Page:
We can use the engine torque...
We can use the engine torque to our advantage by mounting the rear control arms in a certain way. If the upper link on a three-link rear suspension is angled, with the front end lower than the rear end, then the force that tries to rotate the rear end will try to make the third link more horizontal. This applies an upward vertical force to the front of the link that tries to lift the rear of the car. When decelerating, the opposite occurs and the braking forces try to lift the rear end.
We have learned that traction can be better maintained if we decrease the amount of torque from the initial application of power that reaches the rear tire contact patches. Doing this helps the tires adjust to the transition of forces from lateral to longitudinal.
At mid-turn, the lateral forces are resisted by the tires at the contact patch, and all four tire contact patches are at the limit of lateral adhesion if we are going as fast as we can without sliding. In more simple terms, the tires at that point are about to give up and slide. If we can reduce the initial shock transferred to the rear tires through the driveline when applying power, we can help the rear tires maintain their attachment to the racing surface.
We do that by using various mechanical devices that move as the rear end wants to rotate with the application of power. The rear end, when viewed from the left side, desires to spin or rotate clockwise when we gas up the car. A lift arm, pull bar, or similar device will absorb some of the torque caused by the acceleration isolating that force from the tires.
The traction circle theory of tire technology tells us there is only so much traction available from a particular tire and its contact patch, no matter what direction the forces are coming from. The actual net force of resistance is based on the size of the tire contact patch, the adhesion properties of the tire itself versus the track surface properties, the amount of load resting on the tire, and the tire slip angle, or angle of attack relative to the direction of travel of the car.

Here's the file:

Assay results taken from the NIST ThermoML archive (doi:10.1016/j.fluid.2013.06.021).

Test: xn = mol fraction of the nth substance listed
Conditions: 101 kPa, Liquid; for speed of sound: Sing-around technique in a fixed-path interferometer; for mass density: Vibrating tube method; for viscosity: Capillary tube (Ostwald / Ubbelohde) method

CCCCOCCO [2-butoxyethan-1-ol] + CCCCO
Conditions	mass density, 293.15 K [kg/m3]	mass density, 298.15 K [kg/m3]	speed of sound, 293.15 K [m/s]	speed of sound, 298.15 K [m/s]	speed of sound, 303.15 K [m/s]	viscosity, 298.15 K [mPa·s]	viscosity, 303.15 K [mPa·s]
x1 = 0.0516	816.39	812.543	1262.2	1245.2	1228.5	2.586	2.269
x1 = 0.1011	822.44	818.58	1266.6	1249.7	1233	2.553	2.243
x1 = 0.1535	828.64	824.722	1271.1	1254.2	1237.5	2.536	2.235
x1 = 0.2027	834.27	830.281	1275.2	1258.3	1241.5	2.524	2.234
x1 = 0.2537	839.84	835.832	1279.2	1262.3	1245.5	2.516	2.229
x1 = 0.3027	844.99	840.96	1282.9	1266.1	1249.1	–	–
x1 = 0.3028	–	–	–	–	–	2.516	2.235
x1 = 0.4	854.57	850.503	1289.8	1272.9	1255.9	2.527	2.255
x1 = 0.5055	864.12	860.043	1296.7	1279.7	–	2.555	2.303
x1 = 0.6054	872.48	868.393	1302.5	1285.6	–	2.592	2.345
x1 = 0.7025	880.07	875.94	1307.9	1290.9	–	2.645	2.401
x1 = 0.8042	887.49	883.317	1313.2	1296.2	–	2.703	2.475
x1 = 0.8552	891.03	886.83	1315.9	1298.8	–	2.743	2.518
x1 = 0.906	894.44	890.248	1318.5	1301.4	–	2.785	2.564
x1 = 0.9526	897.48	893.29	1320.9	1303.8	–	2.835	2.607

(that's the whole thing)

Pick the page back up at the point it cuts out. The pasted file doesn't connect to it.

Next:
The angles of the four bars...
The angles of the four bars on a dirt Late Model car determine the attitude of the rear end as the car goes through dive and roll in the turns and off the corners. There is a science to setting these angles for different conditions. Most top teams are getting less and less radical with the trailing arm angles.
The tire needs to transition from one direction of resistance (lateral, which is resisting the centrifugal forces that are at right angles to the direction of travel) to the other (longitudinal or inline acceleration associated with application of power) over a longer period of time in order to maintain grip with the track.
If this transition happens too quickly, the tire is shocked and will most likely break loose. This is obviously detrimental to performance because in order to recover the grip in the rear tires, we must back off the throttle and allow the tires to reattach themselves to the track surface. This takes a lot of time, and we lose a lot of ground in the process.
The pull bar can also absorb some of the torque going to the tires during initial application of power. By being able to move, these devices absorb some of the torque of the motor for a short period of time, usually long enough to allow the tire to adjust to the new direction of force.
We can experiment with different rates of springs and shocks in these systems to adjust to and perfect the traction enhancement for different conditions. Higher amounts of grip on the track surface necessitates more spring rate in the devices. Slicker track conditions require less spring rate and more travel for increased torque absorption.
Antisquat is a geometric suspension design that utilizes the torque transferred to the rear end and tries to rotate the differential. On a three-link car, the third link (upper link mounted above the center of the rear end housing) can be mounted at an angle, with the front mount lower than the rear mount.
We can cause the car to produce...
We can cause the car to produce rear steer to the left to tighten the car while accelerating off the corners for more forward bite by staggering the heights of the trailing links.
When the car is accelerating, the force caused by the pinion gear trying to climb the ring gear causes the link to try to straighten out. Since the rear of the link that is mounted to the rear end cannot move vertically, the front mount will exert an upward vertical force that resists the squatting that comes from added load being transferred to the rear under acceleration.
Antisquat enhances rear traction in two ways: by keeping the rear of the car and the center of gravity (CG) higher, and by keeping the rear spoiler higher and more in the air stream.
Load transfer is directly related to the height of the CG, and the higher it is, the more weight transferred to the rear under acceleration. So a higher CG promotes traction as more weight is transferred. Along with that, a higher rear spoiler catches more air and produces more aero downforce for added grip at the rear tires.
There is no truth to the theory that the third link produces added mechanical downforce on the rear tires through the rear end. Any pressure put on the rear end by virtue of the link wanting to straighten out is offset by the reduced compression in the springs, and the trade-off in total load is even.
For every action, there is an equal and opposite reaction. We cannot pull weight from out of the sky, so as we stated, all added load comes from weight transfer and/or more aero downforce from a more efficient rear spoiler.